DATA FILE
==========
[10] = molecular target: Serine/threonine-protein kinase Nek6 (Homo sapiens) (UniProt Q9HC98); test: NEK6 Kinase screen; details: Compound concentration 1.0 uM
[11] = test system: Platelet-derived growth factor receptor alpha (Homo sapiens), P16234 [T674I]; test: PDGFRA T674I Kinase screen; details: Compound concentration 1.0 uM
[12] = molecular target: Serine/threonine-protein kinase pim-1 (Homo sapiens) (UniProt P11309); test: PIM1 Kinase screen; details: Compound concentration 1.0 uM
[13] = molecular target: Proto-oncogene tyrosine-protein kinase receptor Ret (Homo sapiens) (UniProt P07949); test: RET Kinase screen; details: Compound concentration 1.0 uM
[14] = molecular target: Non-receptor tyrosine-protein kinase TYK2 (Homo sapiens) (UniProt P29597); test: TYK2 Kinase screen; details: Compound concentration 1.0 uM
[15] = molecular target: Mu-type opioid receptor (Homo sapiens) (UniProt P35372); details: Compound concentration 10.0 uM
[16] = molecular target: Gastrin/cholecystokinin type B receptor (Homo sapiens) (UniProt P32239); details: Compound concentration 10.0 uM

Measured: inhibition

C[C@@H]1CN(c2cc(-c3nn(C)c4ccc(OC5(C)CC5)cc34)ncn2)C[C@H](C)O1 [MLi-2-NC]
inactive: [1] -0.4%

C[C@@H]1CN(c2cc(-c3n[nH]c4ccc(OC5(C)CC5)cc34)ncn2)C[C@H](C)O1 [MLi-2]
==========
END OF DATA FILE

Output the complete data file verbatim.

[10] = molecular target: Serine/threonine-protein kinase Nek6 (Homo sapiens) (UniProt Q9HC98); test: NEK6 Kinase screen; details: Compound concentration 1.0 uM
[11] = test system: Platelet-derived growth factor receptor alpha (Homo sapiens), P16234 [T674I]; test: PDGFRA T674I Kinase screen; details: Compound concentration 1.0 uM
[12] = molecular target: Serine/threonine-protein kinase pim-1 (Homo sapiens) (UniProt P11309); test: PIM1 Kinase screen; details: Compound concentration 1.0 uM
[13] = molecular target: Proto-oncogene tyrosine-protein kinase receptor Ret (Homo sapiens) (UniProt P07949); test: RET Kinase screen; details: Compound concentration 1.0 uM
[14] = molecular target: Non-receptor tyrosine-protein kinase TYK2 (Homo sapiens) (UniProt P29597); test: TYK2 Kinase screen; details: Compound concentration 1.0 uM
[15] = molecular target: Mu-type opioid receptor (Homo sapiens) (UniProt P35372); details: Compound concentration 10.0 uM
[16] = molecular target: Gastrin/cholecystokinin type B receptor (Homo sapiens) (UniProt P32239); details: Compound concentration 10.0 uM

Measured: inhibition

C[C@@H]1CN(c2cc(-c3nn(C)c4ccc(OC5(C)CC5)cc34)ncn2)C[C@H](C)O1 [MLi-2-NC]
inactive: [1] -0.4%

C[C@@H]1CN(c2cc(-c3n[nH]c4ccc(OC5(C)CC5)cc34)ncn2)C[C@H](C)O1 [MLi-2]